5. The grass is greener. Expanding into other industries can be a valid strategy as long as you don't abandon your base.

See #9.

6. Changing times. How many specialty shops refused to widen their inventory, then had nothing to offer consumers when interest in the specialty cooled?

At an International Needlework Retailers Guild (the organization for cross stitch specialty shops) show, I was on a panel begging the retailers to expand their inventory beyond cross stitch plastic canvas, framing, needlepoint, yarn, whatever. The audience of about 150 retailers scoffed at the idea. Judging from their reaction, you'd think we were suggesting they sell pornography or toxic waste. Today virtually all of them are gone.

7. Forgetting the newcomer. Some retailers and vendors concentrate on providing new products and challenges to the hard-core enthusiast; eventually the category evolves into something that seems to be complicated, difficult, time-consuming, and expensive. That scares away novices.

If I ran a scrapbook store, I would hide Creating Keepsakes' Hall of Fame issue from novices and save it for my hard-core enthusiasts. I don't want the newbies to conclude they need a degree in graphic art to try scrapbooking. (Instead I'd show them other magazines and books.)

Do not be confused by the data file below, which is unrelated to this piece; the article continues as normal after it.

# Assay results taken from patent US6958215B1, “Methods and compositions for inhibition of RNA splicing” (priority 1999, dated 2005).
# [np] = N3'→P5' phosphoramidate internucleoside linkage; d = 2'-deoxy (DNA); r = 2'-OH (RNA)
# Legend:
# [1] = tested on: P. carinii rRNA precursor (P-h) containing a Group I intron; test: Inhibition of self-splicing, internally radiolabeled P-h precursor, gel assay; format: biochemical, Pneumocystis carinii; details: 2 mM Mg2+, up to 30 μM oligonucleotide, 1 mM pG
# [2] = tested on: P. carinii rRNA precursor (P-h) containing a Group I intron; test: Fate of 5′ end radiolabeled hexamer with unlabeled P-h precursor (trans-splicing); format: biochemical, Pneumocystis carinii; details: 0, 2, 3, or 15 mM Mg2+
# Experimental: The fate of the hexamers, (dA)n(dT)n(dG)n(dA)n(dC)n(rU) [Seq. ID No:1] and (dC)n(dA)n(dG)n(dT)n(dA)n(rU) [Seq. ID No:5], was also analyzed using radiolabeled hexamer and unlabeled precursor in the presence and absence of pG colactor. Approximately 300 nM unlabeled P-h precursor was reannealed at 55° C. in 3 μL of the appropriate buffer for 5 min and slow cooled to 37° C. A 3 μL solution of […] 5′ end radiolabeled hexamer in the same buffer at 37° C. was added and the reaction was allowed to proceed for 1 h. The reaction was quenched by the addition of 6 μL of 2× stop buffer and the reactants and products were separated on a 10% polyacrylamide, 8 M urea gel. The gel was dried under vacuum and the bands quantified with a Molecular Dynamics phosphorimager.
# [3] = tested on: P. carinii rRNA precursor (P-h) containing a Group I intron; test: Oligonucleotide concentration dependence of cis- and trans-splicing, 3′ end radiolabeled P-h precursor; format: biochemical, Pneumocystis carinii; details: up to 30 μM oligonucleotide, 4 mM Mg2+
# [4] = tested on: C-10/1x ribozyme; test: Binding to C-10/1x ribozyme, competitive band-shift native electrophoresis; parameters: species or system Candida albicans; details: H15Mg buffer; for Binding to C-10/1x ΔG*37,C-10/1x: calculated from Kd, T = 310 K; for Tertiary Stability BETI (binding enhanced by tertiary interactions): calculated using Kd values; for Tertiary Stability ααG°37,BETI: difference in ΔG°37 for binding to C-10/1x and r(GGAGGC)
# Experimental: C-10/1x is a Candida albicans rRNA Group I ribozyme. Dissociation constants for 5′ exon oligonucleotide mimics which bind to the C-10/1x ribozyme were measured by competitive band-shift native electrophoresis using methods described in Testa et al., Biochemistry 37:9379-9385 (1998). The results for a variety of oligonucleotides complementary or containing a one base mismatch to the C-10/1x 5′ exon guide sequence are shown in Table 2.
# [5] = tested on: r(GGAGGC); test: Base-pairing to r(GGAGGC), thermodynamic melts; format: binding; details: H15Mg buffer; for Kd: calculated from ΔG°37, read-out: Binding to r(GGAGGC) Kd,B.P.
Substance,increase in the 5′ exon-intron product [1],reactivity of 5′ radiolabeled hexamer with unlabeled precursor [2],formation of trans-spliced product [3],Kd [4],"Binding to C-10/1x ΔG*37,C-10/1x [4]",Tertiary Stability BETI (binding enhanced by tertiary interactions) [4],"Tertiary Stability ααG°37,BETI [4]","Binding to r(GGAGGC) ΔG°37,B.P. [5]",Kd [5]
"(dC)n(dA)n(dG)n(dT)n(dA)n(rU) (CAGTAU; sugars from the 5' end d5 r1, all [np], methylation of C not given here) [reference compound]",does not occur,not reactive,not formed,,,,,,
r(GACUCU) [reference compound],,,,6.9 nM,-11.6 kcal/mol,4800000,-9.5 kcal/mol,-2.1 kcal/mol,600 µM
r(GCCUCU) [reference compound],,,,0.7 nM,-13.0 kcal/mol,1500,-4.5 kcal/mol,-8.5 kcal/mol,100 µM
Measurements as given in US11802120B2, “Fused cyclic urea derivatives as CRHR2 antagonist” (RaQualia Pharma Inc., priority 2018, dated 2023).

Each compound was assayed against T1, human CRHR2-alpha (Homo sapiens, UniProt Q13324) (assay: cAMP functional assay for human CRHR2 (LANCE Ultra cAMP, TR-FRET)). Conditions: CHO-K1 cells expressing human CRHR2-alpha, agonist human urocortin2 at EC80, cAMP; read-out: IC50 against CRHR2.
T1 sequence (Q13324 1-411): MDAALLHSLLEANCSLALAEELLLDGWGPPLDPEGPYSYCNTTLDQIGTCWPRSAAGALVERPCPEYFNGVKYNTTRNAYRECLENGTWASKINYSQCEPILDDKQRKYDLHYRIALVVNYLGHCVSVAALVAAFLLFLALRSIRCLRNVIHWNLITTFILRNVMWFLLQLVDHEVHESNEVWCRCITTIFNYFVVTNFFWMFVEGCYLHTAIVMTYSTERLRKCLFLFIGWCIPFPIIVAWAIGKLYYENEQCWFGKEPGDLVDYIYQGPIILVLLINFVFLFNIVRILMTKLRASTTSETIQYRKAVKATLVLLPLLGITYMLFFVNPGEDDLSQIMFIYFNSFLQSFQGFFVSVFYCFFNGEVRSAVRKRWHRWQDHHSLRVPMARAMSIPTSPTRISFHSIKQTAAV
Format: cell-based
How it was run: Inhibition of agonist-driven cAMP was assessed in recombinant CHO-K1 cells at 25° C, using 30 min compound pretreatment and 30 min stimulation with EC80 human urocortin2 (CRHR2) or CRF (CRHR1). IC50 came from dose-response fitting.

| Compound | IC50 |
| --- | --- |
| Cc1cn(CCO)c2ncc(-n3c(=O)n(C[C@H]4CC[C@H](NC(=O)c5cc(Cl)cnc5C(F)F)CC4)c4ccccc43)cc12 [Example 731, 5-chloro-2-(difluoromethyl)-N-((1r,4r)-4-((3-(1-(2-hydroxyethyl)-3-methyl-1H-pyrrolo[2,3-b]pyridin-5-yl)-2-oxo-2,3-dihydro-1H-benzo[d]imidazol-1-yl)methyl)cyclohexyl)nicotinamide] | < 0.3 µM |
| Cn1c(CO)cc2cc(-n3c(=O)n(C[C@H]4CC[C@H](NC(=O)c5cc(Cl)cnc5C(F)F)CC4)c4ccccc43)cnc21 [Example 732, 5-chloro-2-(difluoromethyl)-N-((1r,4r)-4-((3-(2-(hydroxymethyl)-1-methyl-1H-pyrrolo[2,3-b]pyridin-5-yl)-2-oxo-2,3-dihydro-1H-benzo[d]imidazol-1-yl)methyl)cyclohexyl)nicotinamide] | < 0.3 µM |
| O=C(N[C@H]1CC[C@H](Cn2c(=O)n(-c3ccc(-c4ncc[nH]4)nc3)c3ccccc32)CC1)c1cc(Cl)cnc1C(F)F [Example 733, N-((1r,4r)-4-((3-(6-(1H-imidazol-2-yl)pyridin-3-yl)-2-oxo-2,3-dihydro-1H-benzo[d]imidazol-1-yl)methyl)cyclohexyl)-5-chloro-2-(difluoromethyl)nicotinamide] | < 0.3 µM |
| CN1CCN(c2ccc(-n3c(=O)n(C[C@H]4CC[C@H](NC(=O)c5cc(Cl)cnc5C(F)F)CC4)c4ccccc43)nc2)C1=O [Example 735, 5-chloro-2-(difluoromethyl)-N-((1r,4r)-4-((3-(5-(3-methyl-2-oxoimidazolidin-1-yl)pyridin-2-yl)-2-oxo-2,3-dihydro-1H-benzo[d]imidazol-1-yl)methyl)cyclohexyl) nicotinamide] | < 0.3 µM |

8. Nepotism. Sometimes the kids don't measure up when placed in an important position.

See #3.

When the Nordstrom-type fellow left Craft World, the owner of the investment company put his sister in charge. Bye-bye Craft World.

9. Betraying your loyal customers. Giving a volume discount is one thing. Agreeing to a discount so large that it puts your base customers at a serious price disadvantage often backfires in the long run.

Independent retailers kept the original Tulip alive, barely, until consumers discovered fabric painting. The founder, David Lester, eventually sold Tulip to Bain Capital (yes, the Bain that's now half owner of Michaels, although the people who were there then are probably no longer there now.)

Bain spent a fortune on a new product line and a Tulip salesperson eagerly presented it at a Sierra Pacific Crafts meeting. First question from the retailers: "Are the chains carrying it?" The salesman finally admitted the line was going into Wal-Mart, a month before it would be shipped to anyone else.